As previously reported weeks ago, ongoing changes are being considered with regard to Medicare. The Centers for Medicare & Medicaid Services (CMS) has indicated they will be implementing an option for certain Medicare beneficiaries to obtain Medicare's final conditional payment amount prior to settlement.
This option is noted to likely be available in February 2012 but only for certain settlements where treatment has been completed. Under this option, the beneficiary or his representative will calculate the amount of Medicare's conditional payment amount using information received from the Medicare Secondary Payer Recovery Contractor (MSPRC), the MyMedicare website, or other claims information available to the beneficiary and ask MSPRC to review this amount. If they find the amount accurate, they will respond with Medicare's final conditional payment amount within 60 days—settlement must then occur within 60 days of the date of Medicare's response.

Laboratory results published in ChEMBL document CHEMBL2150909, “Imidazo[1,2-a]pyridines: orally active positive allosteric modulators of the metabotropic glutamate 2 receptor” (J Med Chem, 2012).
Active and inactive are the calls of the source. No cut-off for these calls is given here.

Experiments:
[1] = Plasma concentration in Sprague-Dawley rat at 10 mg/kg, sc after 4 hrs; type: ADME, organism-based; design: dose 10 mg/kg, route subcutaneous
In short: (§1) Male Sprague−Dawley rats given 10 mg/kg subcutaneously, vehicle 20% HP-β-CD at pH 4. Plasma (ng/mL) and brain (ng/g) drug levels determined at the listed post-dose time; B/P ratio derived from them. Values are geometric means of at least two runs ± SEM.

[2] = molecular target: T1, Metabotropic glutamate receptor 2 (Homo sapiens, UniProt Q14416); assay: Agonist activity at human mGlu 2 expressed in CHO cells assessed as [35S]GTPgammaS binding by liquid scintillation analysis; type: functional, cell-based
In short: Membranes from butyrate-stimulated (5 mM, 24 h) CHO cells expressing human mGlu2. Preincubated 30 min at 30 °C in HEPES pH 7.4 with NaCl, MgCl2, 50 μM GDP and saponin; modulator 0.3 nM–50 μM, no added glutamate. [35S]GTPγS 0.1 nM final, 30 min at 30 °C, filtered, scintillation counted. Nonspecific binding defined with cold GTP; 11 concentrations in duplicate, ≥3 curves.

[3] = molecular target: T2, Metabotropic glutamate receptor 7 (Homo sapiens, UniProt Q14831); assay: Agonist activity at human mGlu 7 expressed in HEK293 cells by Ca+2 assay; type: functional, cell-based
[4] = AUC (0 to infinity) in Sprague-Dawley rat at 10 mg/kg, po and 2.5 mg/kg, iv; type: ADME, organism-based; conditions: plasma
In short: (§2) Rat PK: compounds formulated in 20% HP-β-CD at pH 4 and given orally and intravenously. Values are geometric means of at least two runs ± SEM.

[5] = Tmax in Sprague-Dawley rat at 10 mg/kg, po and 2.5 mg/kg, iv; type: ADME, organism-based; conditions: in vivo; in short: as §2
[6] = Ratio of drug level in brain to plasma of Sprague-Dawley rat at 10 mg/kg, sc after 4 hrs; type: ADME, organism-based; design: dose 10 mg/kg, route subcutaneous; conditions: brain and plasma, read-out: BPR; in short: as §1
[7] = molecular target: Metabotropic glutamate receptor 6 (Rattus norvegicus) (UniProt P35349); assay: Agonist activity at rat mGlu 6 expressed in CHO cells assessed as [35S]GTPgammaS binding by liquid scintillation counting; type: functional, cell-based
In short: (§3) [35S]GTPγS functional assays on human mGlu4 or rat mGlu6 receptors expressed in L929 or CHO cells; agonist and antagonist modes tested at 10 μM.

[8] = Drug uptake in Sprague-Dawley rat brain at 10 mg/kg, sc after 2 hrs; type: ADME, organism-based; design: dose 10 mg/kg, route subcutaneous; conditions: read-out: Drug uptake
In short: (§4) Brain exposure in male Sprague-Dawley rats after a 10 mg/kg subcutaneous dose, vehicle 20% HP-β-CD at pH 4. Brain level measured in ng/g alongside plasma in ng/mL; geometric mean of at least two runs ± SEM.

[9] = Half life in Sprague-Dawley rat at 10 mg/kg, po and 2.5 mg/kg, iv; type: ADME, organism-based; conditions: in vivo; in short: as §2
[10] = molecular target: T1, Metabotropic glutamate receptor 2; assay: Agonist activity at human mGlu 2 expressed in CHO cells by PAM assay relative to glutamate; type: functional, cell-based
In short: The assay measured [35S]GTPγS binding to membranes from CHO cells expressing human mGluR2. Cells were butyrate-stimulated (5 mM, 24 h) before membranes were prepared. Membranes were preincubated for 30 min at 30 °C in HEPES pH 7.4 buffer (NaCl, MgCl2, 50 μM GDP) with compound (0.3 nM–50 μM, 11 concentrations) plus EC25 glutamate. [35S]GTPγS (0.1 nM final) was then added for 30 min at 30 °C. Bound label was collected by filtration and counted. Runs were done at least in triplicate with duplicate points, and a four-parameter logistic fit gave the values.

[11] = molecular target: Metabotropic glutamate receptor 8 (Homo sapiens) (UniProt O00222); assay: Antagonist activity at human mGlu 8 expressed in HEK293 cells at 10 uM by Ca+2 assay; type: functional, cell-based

The following criteria must be met to utilize the option:
· Settlement will be for a physical trauma based injury (not ingestion, exposure, or medical implant);
· Total liability settlement, judgment, award, or other payment would be $25,000 or less;
· Incident occurred at least six months before the beneficiary or his representative submits proposed conditional payment amount to Medicare;
· Beneficiary demonstrates treatment has been completed and no further treatment is anticipated with some written physician attestation or by certifying in writing that no medical treatment related to the case has occurred for at least 90 days prior to submitting the proposed conditional payment amount to Medicare.
Detailed instructions on how to use this process will be posted at www.msprc.info by January 15, 2012. It appears the option may be expanded as CMS gains experience with the process.
We will continue to report as updates are provided from CMS or through a number of additional sources and resources. Please feel free to contact Shawn R. Biery, J.D., M.S.S.C. at email@example.com with any questions regarding Medicare Set-Aside issues. Feel free to post them on our blog at: http://keefe-law.com/kcablog.html